In Response To William Saunderson- Meyer, Regarding His Latest Piece On The SANDF

2014-03-30 14:25

I was recently alerted to and asked give my thoughts on an article "Time for the SANDF to slim down and shape up", written by William Saunderson-Meyer for the Mail and Guardian's Thought Leader Column.

I found too many inaccuracies to simply sit back and give an opinion, So, I shall quote and reflect my thoughts on inaccuracies, and flawed assumptions by addressing them here. The article can be found here: http://www.thoughtleader.co.za/williamsaundersonmeyer/2014/03/29/time-for-the-sandf-to-slim-down-and-shape-up/comment-page-1/ 1) "It’s not a national secret that the South African National Defence Force (SANDF) is in serious trouble. Its barracks are unfit for human habitation, it has been haemorrhaging expertise and its soldiers teetered on the brink of mutiny in a protest march on the Union Buildings." Being the Western Cape Organiser for the South African National Defence Union SANDU, I have noted that there are genuine problems with dilapidated barracks, making it sound like they are all bad, is a bit dishonest. Yes, some of them are really in a terrible state, the worst are at Lenz Military base, Mtatha, Mthubatuba, the Bluff Navy and the semi operational 1 Recce.* note 1 Special Forces was taken over by the SA  Army in 1997, however many still refer to the base on the Bluff as 1 Recce, a name few still hold dear to them, as they became operators there, worked in a support roll, or had family living on the base. this Base was in immaculate condition *  Sure, they are in bad shape, but one can’t simply paint all bases with one brush (pun intended). Take a trip to Simons Town. Look at Waterfall Barracks (newly renovated) NCG in Pretoria, 2 Military Hospital (currently undergoing a major overhaul) and Air Force Base Waterklooff and this will become evident if one actually sees the various bases.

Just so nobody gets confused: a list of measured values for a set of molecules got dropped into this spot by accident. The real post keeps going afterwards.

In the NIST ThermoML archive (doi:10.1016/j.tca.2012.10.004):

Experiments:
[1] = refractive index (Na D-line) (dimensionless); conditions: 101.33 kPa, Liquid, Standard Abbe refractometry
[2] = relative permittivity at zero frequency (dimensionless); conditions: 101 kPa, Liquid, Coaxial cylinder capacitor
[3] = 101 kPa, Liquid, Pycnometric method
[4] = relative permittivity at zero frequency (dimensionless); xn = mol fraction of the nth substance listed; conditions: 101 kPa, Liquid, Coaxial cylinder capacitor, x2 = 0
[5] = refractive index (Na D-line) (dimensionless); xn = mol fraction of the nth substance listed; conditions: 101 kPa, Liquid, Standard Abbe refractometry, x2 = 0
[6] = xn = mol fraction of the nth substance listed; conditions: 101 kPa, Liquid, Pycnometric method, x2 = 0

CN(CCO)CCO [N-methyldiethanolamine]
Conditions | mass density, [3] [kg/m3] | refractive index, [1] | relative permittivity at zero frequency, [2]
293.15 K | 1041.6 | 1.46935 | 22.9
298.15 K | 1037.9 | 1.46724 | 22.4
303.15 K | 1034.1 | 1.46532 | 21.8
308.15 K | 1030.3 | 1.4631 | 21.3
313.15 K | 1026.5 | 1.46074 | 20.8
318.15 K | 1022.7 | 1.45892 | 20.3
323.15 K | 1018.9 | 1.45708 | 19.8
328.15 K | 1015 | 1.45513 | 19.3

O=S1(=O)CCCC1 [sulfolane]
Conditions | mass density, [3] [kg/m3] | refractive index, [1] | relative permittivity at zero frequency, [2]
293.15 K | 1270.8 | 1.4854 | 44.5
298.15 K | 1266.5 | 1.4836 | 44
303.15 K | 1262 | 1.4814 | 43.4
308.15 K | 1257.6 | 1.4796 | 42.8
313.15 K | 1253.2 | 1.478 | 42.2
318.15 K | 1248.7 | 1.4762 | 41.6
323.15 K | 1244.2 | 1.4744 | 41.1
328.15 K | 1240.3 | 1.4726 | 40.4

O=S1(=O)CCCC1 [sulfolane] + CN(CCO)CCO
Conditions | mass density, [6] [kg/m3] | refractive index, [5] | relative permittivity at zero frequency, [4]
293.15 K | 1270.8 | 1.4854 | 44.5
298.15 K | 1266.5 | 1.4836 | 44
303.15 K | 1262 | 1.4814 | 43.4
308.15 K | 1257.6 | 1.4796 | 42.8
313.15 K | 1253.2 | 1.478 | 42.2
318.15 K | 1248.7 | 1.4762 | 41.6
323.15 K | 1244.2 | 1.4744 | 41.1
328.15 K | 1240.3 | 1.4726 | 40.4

What most people, including Mr  William Saunderson-Meyer dont understand is that the SANDF has until now been prevented by law from maintaining or repairing its own bases, as that is the responsibility of the DPW. The neglect that can be seen, is based on one of two things, namely the somewhat useless Public Works Department, and the quality/dedication of the commanding officers, deployed at these bases. A pathetic waste of a uniform OC is key to how his/her unit looks and operates. And, it shows. In certain instances OCs have done great work in maintinance on thier base, as well as the recently formed Works regiment are assisting in pulling things right.